Study protocol

Hypoperfusion context was defined by the presence of a ScvO2 <70%, or a P(cv-a) CO2 ≥6 mmHg, or a CRT ≥4 s together with hyperlactatemia after initial fluid resuscitation in the ICU. Patients without any abnormality were classified as with a non-hypoperfusion context. Both subgroups were compared in clinical-demographic data and severity scores at baseline; and macrohemodynamic and perfusion parameters, hemodynamic interventions and main outcomes.

All patients were managed according to our local algorithm aimed at macrohemodynamic stabilization and improvement of hypoperfusion [9]. A central venous catheter and an arterial line were inserted in all. A pulmonary artery catheter was recommended for those with a concomitant acute respiratory distress syndrome and/or past medical history of heart failure. Perfusion targets were normalization of ScvO2, P(cv-a)CO2, CRT and mottling, and a clear tendency to a decrease in arterial lactate levels. The algorithm was described elsewhere [9], but briefly preload optimization guided by dynamic predictors of fluid responsiveness was the first step to improve systemic blood flow. Pulse pressure variation was the preferred dynamic parameter when feasible. Echocardiography was not routinely performed during the study period except as an aid to assess preload status through inferior vena cava distensibility when necessary. Fluid challenges were repeated until the perfusion targets mentioned above were normalized, or the selected dynamic predictor of fluid responsiveness turned negative, or a safety limit of an increase in central venous pressure ≥5 mmHg after a fluid bolus was reached. Norepinephrine (NE) was the vasopressor of choice and adjusted to a MAP ≥65 mmHg. Low-dose dobutamine or milrinone was restricted to patients with persistent or worsening hypoperfusion after preload optimization. Hemoglobin concentrations were maintained at 8 g/dL or higher to optimize arterial O2 content. Mechanical ventilation settings were adjusted according to current recommendations. High-volume hemofiltration (HVHF) was used as rescue therapy in patients evolving with refractory septic shock.

Statistical analysis

Categorical data were analyzed with Chi-square, t test for paired samples and Wilcoxon test when appropriate. We tested the discriminating value of each perfusion variable alone or in combination.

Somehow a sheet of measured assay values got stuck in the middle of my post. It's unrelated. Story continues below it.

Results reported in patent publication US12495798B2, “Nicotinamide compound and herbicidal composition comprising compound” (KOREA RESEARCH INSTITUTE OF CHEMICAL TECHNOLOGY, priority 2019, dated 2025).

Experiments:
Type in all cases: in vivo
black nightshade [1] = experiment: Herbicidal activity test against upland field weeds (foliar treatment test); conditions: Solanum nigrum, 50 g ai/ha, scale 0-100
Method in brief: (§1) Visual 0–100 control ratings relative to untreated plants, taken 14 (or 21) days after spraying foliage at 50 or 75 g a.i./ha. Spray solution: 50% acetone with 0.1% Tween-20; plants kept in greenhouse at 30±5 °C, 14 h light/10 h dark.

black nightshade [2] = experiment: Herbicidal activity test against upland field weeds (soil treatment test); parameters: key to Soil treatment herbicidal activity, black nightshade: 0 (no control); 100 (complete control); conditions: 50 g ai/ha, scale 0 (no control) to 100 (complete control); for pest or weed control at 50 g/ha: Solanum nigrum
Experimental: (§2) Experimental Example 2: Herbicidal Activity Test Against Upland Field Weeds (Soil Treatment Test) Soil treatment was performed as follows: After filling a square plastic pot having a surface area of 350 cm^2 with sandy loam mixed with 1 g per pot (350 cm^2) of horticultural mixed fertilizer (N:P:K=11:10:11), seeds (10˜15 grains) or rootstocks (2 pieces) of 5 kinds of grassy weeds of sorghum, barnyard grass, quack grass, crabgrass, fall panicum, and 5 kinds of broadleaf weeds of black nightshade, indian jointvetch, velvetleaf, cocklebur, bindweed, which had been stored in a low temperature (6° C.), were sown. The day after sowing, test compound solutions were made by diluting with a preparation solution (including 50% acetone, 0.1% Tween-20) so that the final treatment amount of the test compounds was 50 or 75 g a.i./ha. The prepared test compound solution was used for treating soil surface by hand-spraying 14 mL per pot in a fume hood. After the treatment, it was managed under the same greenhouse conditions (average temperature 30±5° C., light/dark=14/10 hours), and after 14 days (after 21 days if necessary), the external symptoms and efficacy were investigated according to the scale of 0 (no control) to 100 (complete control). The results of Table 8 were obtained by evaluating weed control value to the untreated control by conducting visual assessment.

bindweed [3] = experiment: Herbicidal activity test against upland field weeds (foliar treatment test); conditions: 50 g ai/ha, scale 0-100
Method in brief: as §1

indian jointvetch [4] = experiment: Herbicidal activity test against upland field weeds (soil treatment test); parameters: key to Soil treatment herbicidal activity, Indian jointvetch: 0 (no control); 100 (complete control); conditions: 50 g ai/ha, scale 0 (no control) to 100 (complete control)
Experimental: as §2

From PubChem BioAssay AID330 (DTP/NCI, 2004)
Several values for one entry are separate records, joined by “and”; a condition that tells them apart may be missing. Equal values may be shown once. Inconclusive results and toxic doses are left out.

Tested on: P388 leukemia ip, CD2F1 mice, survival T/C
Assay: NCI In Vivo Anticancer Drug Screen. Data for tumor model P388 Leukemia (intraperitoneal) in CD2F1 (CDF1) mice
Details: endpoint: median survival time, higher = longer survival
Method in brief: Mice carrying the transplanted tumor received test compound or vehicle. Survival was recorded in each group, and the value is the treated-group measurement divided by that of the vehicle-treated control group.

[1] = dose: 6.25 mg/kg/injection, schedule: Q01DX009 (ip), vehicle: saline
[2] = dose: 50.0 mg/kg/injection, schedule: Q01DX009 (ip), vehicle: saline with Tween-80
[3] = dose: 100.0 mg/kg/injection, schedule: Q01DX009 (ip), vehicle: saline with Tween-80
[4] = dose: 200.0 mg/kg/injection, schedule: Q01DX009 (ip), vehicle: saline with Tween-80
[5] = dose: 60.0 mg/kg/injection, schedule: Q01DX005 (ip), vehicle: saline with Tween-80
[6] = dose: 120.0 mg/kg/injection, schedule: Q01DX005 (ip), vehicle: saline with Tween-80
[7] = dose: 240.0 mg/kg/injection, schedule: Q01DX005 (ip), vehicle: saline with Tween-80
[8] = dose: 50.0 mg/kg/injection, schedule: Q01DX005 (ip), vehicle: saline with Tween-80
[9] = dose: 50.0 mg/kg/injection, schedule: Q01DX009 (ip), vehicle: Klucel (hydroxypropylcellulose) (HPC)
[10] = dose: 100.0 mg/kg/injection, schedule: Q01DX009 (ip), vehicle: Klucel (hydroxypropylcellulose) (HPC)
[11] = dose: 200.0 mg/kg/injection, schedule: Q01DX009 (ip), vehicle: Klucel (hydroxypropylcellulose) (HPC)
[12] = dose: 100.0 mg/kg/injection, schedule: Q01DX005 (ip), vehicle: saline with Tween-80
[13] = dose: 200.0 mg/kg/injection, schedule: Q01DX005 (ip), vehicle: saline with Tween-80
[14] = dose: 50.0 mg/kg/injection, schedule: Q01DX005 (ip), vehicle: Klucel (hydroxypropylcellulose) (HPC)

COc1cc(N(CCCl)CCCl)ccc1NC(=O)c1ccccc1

All data are presented as mean ± standard deviation (SD). All reported p values are two-sided, with a significant alpha level at 5%. STATA 13 (STATA Corp, Tx, USA) statistical package was used for analysis.

Results

A total of 116 septic shock patients were admitted during the study period. Of these, ninety patients (57% female, mean age 66 ± 16 years) fulfilling the inclusion criteria were analyzed. Twenty-six patients were excluded from further analysis because of normal lactate levels at ICU admission (7), absence of data on one of the three parameters that define hypoperfusion context (10), no full commitment for full resuscitation (4), or early transfer to other hospitals (5).

The main sepsis sources were abdominal (n = 46), pulmonary (n = 21), urinary (n = 15), and others (n = 8). Seventy patients exhibited a hypoperfusion context after initial resuscitation in the ICU, and 20 did not. The main clinical, demographic and physiological characteristics according to subgroups at baseline are presented in Table 1.
Table 1

Clinical, demographic, severity scores, perfusion and hemodynamic variables at baseline according to hypoperfusion context

 

Hypoperfusion context (70)

Non-hypoperfusion context (20)

p value

Age (years)

66 ± 17

65 ± 13

0.9

Charlson index

1.9 ± 2.2

1.6 ± 0.3

0.7

APACHE II score

22 ± 7

20 ± 5

0.2

SOFA score

9.5 ± 3.8

8.4 ± 2.6

0.1

Heart rate (beats/s)

104 ± 23

115 ± 24

0.07

MAP (mmHg)

75 ± 19

77 ± 21

0.6

SAP (mmHg)

108 ± 27

111 ± 27

0.6

DAP (mmHg)

59 ± 14

57 ± 12

0.6

Arterial lactate (mmol/L)